(Daff), n. [See Daft.] A stupid, blockish fellow; a numskull. [Obs.] Chaucer.
(Daff) v. i. To act foolishly; to be foolish or sportive; to toy. [Scot.] Jamieson.
(Daff), v. t. To daunt. [Prov. Eng.] Grose.
(Daf"fo*dil) n. [OE. affodylle, prop., the asphodel, fr. LL. affodillus (cf. D. affodille or OF. asphodile,
aphodille, F. asphodèle), L. asphodelus, fr. Gr. 'asfo`delos. The initial d in English is not satisfactorily
explained. See Asphodel.] (Bot.) (a) A plant of the genus Asphodelus. (b) A plant of the genus
Narcissus It has a bulbous root and beautiful flowers, usually of a yellow hue. Called also daffodilly,
daffadilly, daffadowndilly, daffydowndilly, etc.
With damask roses and daffadillies set.Spenser.
Strow me the ground with daffadowndillies,Spenser.
And cowslips, and kingcups, and loved lilies.
A college gownTennyson
That clad her like an April daffodilly.
And chance-sown daffodil.Whittier.
(Daft) a. [OE. daft, deft, deft, stupid; prob. the same word as E. deft. See Deft.]
1. Stupid; foolish; idiotic; also, delirious; insane; as, he has gone daft.
Let us think no more of this daft businessSir W. Scott.
2. Gay; playful; frolicsome. [Scot.] Jamieson.
(Daft"ness), n. The quality of being daft.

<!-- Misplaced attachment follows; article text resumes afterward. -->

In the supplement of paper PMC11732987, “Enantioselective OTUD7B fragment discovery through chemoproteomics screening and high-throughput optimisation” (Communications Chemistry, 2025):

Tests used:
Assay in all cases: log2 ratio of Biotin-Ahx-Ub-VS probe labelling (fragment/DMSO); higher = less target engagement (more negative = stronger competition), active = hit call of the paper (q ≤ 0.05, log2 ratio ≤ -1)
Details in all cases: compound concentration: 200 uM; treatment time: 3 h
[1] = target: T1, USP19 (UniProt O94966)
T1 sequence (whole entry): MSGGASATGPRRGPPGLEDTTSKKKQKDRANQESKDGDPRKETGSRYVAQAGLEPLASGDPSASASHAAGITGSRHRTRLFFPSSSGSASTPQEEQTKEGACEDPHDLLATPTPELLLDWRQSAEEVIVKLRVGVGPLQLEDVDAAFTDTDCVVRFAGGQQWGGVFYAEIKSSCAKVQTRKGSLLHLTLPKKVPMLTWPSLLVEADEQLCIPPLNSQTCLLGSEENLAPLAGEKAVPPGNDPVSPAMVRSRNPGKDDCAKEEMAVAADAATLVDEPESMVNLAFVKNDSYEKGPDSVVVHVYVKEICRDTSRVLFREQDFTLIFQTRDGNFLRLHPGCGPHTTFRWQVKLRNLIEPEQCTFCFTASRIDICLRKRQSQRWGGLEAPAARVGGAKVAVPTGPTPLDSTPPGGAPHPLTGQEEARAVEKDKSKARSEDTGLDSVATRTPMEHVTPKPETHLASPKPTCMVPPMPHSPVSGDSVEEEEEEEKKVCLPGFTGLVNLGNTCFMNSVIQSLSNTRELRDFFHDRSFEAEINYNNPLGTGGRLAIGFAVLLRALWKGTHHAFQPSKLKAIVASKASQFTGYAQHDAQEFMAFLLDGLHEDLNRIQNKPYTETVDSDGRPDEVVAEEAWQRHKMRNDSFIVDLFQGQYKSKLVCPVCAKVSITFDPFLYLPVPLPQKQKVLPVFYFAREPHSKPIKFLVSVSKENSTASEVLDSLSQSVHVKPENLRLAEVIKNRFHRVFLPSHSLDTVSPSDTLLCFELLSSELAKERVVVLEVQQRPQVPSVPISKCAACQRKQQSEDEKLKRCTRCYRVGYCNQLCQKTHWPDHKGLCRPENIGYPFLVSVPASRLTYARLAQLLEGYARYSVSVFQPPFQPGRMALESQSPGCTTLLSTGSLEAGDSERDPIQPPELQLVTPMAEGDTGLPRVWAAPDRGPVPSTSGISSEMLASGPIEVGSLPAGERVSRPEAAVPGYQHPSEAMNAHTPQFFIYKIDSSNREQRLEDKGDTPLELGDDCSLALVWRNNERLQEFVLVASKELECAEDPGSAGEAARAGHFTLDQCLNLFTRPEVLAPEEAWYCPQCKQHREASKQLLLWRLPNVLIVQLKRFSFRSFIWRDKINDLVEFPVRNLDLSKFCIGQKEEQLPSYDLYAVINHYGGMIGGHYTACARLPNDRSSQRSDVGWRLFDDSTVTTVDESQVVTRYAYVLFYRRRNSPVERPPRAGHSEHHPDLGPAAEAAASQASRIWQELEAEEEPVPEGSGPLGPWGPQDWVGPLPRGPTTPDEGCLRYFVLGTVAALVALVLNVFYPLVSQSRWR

(Dag) n. [Cf. F. dague, LL. daga, D. dagge (fr. French); all prob. fr. Celtic; Cf. Gael. dag a pistol,
Armor. dag dagger, W. dager, dagr, Ir. daigear. Cf. Dagger.]
1. A dagger; a poniard. [Obs.] Johnson.
2. A large pistol formerly used. [Obs.]
The Spaniards discharged their dags, and hurt some.Foxe.
A sort of pistol, called dag, was used about the same time as hand guns and harquebuts.Grose.
3. (Zoöl.) The unbranched antler of a young deer.
(Dag), n. [Of Scand. origin; cf. Sw. dagg, Icel. dögg. &radic71. See Dew.] A misty shower; dew.
(Dag), n. [OE. dagge (cf. Dagger); or cf. AS. dag what is dangling.] A loose end; a dangling
Daglocks, clotted locks hanging in dags or jags at a sheep's tail.Wedgwood.
(Dag), v. t. [1, from Dag dew. 2, from Dag a loose end.]
1. To daggle or bemire. [Prov. Eng.] Johnson.
2. To cut into jags or points; to slash; as, to dag a garment. [Obs.] Wright.